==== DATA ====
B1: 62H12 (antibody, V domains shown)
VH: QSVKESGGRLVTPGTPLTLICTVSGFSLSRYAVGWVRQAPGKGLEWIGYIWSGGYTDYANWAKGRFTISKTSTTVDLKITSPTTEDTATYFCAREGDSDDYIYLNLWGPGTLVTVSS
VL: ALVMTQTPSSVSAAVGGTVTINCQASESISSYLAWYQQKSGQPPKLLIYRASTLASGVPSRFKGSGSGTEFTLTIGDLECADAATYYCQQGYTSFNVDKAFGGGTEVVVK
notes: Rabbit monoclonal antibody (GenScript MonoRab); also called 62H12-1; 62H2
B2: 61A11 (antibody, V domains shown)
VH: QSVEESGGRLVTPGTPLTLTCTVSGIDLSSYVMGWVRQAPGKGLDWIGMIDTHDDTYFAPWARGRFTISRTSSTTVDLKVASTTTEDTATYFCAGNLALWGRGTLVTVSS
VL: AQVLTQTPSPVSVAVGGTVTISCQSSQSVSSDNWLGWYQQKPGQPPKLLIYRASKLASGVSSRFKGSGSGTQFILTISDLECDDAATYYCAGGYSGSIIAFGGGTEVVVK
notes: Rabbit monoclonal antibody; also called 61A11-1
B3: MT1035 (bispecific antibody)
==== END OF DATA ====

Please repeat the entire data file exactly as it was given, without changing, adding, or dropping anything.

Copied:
B1: 62H12 (antibody, V domains shown)
VH: QSVKESGGRLVTPGTPLTLICTVSGFSLSRYAVGWVRQAPGKGLEWIGYIWSGGYTDYANWAKGRFTISKTSTTVDLKITSPTTEDTATYFCAREGDSDDYIYLNLWGPGTLVTVSS
VL: ALVMTQTPSSVSAAVGGTVTINCQASESISSYLAWYQQKSGQPPKLLIYRASTLASGVPSRFKGSGSGTEFTLTIGDLECADAATYYCQQGYTSFNVDKAFGGGTEVVVK
notes: Rabbit monoclonal antibody (GenScript MonoRab); also called 62H12-1; 62H2
B2: 61A11 (antibody, V domains shown)
VH: QSVEESGGRLVTPGTPLTLTCTVSGIDLSSYVMGWVRQAPGKGLDWIGMIDTHDDTYFAPWARGRFTISRTSSTTVDLKVASTTTEDTATYFCAGNLALWGRGTLVTVSS
VL: AQVLTQTPSPVSVAVGGTVTISCQSSQSVSSDNWLGWYQQKPGQPPKLLIYRASKLASGVSSRFKGSGSGTQFILTISDLECDDAATYYCAGGYSGSIIAFGGGTEVVVK
notes: Rabbit monoclonal antibody; also called 61A11-1
B3: MT1035 (bispecific antibody)